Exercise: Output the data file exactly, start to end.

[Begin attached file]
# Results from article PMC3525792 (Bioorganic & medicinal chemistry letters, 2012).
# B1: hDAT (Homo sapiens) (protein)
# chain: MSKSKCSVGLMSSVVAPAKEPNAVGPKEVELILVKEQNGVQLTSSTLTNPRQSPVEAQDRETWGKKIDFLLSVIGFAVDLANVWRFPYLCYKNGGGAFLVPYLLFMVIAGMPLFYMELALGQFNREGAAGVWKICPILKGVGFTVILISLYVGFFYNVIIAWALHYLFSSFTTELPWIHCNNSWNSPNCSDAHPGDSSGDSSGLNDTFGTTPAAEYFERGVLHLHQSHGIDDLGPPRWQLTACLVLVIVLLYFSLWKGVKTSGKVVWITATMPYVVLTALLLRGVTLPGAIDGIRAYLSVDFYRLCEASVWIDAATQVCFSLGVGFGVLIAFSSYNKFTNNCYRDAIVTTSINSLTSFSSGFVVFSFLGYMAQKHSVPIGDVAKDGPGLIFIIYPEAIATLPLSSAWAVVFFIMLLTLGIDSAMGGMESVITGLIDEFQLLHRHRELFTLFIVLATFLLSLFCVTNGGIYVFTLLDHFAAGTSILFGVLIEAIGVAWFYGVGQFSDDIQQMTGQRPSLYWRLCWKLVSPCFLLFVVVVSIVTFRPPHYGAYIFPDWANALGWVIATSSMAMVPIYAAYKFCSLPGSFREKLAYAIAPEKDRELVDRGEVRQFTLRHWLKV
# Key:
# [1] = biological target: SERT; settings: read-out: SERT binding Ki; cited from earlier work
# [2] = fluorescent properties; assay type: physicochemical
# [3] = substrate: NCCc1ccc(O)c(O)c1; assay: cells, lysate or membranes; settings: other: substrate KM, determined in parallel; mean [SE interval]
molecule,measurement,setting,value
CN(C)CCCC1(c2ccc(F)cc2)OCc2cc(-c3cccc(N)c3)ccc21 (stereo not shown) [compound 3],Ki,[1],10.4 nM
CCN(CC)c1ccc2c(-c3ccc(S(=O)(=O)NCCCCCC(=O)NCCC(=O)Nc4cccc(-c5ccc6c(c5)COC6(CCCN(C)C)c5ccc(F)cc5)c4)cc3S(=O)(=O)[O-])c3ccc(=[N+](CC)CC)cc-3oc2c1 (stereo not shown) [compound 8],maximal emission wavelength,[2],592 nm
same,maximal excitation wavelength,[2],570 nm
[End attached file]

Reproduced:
# Results from article PMC3525792 (Bioorganic & medicinal chemistry letters, 2012).
# B1: hDAT (Homo sapiens) (protein)
# chain: MSKSKCSVGLMSSVVAPAKEPNAVGPKEVELILVKEQNGVQLTSSTLTNPRQSPVEAQDRETWGKKIDFLLSVIGFAVDLANVWRFPYLCYKNGGGAFLVPYLLFMVIAGMPLFYMELALGQFNREGAAGVWKICPILKGVGFTVILISLYVGFFYNVIIAWALHYLFSSFTTELPWIHCNNSWNSPNCSDAHPGDSSGDSSGLNDTFGTTPAAEYFERGVLHLHQSHGIDDLGPPRWQLTACLVLVIVLLYFSLWKGVKTSGKVVWITATMPYVVLTALLLRGVTLPGAIDGIRAYLSVDFYRLCEASVWIDAATQVCFSLGVGFGVLIAFSSYNKFTNNCYRDAIVTTSINSLTSFSSGFVVFSFLGYMAQKHSVPIGDVAKDGPGLIFIIYPEAIATLPLSSAWAVVFFIMLLTLGIDSAMGGMESVITGLIDEFQLLHRHRELFTLFIVLATFLLSLFCVTNGGIYVFTLLDHFAAGTSILFGVLIEAIGVAWFYGVGQFSDDIQQMTGQRPSLYWRLCWKLVSPCFLLFVVVVSIVTFRPPHYGAYIFPDWANALGWVIATSSMAMVPIYAAYKFCSLPGSFREKLAYAIAPEKDRELVDRGEVRQFTLRHWLKV
# Key:
# [1] = biological target: SERT; settings: read-out: SERT binding Ki; cited from earlier work
# [2] = fluorescent properties; assay type: physicochemical
# [3] = substrate: NCCc1ccc(O)c(O)c1; assay: cells, lysate or membranes; settings: other: substrate KM, determined in parallel; mean [SE interval]
molecule,measurement,setting,value
CN(C)CCCC1(c2ccc(F)cc2)OCc2cc(-c3cccc(N)c3)ccc21 (stereo not shown) [compound 3],Ki,[1],10.4 nM
CCN(CC)c1ccc2c(-c3ccc(S(=O)(=O)NCCCCCC(=O)NCCC(=O)Nc4cccc(-c5ccc6c(c5)COC6(CCCN(C)C)c5ccc(F)cc5)c4)cc3S(=O)(=O)[O-])c3ccc(=[N+](CC)CC)cc-3oc2c1 (stereo not shown) [compound 8],maximal emission wavelength,[2],592 nm
same,maximal excitation wavelength,[2],570 nm